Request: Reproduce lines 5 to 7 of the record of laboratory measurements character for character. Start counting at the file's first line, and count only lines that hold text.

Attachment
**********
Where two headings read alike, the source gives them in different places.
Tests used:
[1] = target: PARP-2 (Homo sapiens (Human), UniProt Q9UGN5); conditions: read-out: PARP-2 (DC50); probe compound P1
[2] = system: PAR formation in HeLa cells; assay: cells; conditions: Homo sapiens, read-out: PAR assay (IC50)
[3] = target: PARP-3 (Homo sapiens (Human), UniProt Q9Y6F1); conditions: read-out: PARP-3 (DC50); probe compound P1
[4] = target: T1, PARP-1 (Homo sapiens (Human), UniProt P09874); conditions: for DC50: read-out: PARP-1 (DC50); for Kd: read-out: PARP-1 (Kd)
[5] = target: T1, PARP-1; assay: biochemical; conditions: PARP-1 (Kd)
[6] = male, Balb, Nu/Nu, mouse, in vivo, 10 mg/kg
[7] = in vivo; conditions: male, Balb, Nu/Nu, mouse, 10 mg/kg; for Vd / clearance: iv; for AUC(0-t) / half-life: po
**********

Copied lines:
[3] = target: PARP-3 (Homo sapiens (Human), UniProt Q9Y6F1); conditions: read-out: PARP-3 (DC50); probe compound P1
[4] = target: T1, PARP-1 (Homo sapiens (Human), UniProt P09874); conditions: for DC50: read-out: PARP-1 (DC50); for Kd: read-out: PARP-1 (Kd)
[5] = target: T1, PARP-1; assay: biochemical; conditions: PARP-1 (Kd)